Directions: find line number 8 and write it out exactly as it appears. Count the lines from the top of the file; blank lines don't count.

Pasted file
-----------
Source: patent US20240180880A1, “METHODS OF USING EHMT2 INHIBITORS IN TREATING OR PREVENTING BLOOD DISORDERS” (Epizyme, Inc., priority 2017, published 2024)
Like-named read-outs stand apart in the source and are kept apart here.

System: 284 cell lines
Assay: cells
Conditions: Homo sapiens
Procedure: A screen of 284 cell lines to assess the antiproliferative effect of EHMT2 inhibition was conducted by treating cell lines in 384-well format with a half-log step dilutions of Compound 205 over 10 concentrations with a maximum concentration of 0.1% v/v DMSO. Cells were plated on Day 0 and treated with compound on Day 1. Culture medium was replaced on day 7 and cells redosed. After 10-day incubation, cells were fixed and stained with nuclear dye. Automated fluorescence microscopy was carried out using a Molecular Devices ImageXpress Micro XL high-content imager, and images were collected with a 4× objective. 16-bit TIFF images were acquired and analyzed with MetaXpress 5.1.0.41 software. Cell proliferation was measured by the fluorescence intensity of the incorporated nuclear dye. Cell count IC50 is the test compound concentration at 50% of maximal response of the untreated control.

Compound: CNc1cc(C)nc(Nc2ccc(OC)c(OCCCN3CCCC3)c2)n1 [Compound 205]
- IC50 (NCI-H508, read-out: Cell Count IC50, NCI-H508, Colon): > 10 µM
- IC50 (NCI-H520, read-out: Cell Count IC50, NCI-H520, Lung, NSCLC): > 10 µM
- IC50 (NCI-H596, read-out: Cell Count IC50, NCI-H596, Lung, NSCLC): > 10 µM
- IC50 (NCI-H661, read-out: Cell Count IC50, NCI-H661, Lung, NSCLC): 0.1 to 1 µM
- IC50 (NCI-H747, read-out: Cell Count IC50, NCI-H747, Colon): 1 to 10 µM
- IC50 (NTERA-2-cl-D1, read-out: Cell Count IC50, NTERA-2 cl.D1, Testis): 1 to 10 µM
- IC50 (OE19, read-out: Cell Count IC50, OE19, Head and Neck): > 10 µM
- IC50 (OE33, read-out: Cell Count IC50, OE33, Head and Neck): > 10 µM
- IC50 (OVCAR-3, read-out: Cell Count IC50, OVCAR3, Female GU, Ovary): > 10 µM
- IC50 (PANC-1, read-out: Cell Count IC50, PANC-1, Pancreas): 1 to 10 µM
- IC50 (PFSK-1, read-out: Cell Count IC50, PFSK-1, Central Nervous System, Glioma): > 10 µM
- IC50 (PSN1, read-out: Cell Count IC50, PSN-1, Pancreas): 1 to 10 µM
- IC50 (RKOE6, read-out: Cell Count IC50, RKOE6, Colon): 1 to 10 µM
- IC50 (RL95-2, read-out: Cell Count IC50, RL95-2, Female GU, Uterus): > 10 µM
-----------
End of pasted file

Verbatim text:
- IC50 (NCI-H508, read-out: Cell Count IC50, NCI-H508, Colon): > 10 µM